We don’t really think of plants as life forms that require sleep, and while it’s true that plants don’t “sleep” in the way that animals do, they operate on a circadian rhythm all the same. Researchers have long been fascinated with the mechanisms and schedules that govern the life of a plant, and new research suggests that when morning comes, plants are some of the first to “wake up.”
The study, which was published in the journal Molecular Plant, examined the activity of various genes within the plants in the early morning hours. What the researchers found was that by the time the Sun is ready to peek above the horizon, plants are ready and waiting to begin their day. It’s this regular schedule that helps plants exploit the best conditions for collecting energy from sunlight, as well as providing opportunities to pollinators like best to do what they do best.
Maximizing efficiency is a big deal for plants. Depending on the region where a plant is growing and the specific location within that region, sunlight and water aren’t guaranteed. Plants can’t travel in search of the things they need, so they have to take advantage when they can and make the most of it.
To get a better idea of how plants react when the Sun begins to creep above the horizon, researchers from multiple universities teamed up and conducted an interesting experiment. They took samples of a type of flowering plant known as thale cress every two minutes as the Sun rose. With these samples, the team was able to identify waves of activity happening within the plant as the morning grew brighter.
“We set out to characterize ‘dawn burst’ dynamics in more detail, focussing on the expression of transcription factor genes. We found three distinct gene expression waves within two hours after dawn. The first of these occurs just 16 minutes after dawn and lasts only 8 minutes,” Dr. Martin Balcerowicz, first author of the paper, said in a statement.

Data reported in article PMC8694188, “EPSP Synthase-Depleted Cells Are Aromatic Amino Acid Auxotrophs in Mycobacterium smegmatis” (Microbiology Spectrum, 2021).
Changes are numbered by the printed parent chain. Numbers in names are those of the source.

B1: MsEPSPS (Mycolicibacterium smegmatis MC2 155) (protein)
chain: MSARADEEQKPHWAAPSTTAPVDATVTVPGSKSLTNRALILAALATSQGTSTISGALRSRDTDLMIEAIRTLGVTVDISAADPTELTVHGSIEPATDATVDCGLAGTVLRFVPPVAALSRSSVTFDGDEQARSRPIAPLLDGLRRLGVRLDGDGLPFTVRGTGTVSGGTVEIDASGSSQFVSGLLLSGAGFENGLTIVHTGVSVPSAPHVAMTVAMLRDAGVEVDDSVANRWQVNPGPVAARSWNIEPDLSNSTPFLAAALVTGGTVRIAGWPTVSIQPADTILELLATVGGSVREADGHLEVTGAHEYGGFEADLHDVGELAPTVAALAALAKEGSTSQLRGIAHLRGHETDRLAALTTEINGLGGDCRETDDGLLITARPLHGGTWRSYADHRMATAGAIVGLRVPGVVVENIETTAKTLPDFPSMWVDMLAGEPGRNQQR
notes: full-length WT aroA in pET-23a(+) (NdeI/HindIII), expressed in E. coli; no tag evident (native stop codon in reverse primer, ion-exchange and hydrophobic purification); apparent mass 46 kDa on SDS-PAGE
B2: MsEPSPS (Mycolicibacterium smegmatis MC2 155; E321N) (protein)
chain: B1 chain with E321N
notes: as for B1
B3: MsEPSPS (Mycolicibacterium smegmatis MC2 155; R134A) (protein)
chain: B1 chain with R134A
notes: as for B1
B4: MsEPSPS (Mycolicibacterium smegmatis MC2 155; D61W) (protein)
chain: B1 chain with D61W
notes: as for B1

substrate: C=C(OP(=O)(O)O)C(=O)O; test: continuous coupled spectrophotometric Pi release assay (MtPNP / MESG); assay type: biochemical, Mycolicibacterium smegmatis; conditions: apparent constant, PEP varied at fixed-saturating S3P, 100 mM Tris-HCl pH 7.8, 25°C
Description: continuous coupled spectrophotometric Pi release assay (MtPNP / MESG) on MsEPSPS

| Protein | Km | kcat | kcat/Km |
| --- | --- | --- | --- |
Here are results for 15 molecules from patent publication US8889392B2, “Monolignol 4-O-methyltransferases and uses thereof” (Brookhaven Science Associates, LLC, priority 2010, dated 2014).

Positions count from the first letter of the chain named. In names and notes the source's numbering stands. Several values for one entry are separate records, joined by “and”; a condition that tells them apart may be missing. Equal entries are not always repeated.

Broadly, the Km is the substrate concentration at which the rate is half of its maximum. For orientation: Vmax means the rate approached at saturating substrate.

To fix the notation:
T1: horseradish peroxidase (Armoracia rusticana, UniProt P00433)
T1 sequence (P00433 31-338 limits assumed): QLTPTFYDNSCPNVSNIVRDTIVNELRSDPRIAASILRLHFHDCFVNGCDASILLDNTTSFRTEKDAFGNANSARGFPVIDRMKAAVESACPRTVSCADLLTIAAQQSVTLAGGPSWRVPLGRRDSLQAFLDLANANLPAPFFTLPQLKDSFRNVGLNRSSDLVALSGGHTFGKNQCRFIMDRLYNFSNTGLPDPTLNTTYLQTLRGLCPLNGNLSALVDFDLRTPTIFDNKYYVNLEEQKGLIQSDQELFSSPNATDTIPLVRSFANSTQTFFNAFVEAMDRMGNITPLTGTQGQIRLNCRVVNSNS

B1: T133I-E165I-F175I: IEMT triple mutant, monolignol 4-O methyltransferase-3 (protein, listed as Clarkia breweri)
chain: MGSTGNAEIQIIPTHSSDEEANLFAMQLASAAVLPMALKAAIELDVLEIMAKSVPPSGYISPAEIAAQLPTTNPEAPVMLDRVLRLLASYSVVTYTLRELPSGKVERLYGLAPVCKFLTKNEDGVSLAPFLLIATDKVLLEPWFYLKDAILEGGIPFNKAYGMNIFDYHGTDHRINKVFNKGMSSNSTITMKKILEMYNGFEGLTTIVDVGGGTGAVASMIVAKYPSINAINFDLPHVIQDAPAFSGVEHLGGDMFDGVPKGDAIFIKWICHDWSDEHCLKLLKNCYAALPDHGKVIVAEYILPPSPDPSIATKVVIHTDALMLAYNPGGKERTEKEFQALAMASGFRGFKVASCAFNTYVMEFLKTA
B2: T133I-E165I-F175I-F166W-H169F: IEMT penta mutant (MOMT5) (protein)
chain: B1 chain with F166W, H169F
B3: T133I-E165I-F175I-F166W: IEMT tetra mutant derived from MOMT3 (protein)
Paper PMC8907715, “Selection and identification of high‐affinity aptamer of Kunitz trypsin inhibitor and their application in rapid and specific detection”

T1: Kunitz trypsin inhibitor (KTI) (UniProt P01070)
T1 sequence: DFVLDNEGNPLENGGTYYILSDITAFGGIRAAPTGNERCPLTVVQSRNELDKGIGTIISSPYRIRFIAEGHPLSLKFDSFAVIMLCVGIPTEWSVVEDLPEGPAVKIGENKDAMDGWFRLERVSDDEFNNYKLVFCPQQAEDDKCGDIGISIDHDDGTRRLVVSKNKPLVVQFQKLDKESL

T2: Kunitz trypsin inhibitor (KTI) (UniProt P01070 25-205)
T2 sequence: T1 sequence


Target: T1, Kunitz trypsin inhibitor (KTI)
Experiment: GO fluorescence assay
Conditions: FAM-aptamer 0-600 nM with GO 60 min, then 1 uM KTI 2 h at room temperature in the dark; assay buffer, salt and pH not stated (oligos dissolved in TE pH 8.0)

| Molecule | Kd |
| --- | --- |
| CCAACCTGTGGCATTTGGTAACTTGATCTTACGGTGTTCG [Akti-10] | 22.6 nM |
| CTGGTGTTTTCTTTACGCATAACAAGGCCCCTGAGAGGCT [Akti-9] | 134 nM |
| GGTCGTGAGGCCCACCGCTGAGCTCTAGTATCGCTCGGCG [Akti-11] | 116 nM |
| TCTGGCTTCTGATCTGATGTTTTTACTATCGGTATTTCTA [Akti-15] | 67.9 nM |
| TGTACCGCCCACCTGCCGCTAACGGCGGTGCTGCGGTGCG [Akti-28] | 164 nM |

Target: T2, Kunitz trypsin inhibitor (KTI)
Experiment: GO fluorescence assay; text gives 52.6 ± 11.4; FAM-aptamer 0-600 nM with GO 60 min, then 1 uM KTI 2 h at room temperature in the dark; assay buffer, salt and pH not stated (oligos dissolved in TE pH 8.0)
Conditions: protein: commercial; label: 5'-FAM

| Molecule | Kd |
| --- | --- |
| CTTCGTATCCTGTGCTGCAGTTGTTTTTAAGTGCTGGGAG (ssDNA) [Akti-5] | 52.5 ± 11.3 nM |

“Many of these genes are known to be sensitive to light and temperature, but we wanted to find out specifically how the transcription of these genes is coordinated. Interfering in photoreceptor signaling, the circadian clock and chloroplast-derived light signals did cause problems in some genes’ expression, but there was a large proportion of genes still unaffected. This indicated to us that some of the upstream pathways are redundant and that additional regulators are in play.”
Put simply, the plants may be reacting to each new day in the same way that many animals do. We have natural circadian rhythms that keep us in check, making sure we wake up in the morning and feel tired at night, but we are also affected by sunlight, which stimulates us in other ways. Plants appear to have taken this two-pronged approach as well, with redundant systems to ensure they “wake up,” whether it’s out of habit, or due to the presence of bright light.
“Characterizing the peak we see in gene expression that results from the onset of light is useful in helping us to understand how plants respond to light and, in particular, for crops grown under artificial lighting, how this dawn burst impacts longer term on growth,” Dr. Daphne Ezer, senior author of the study, noted.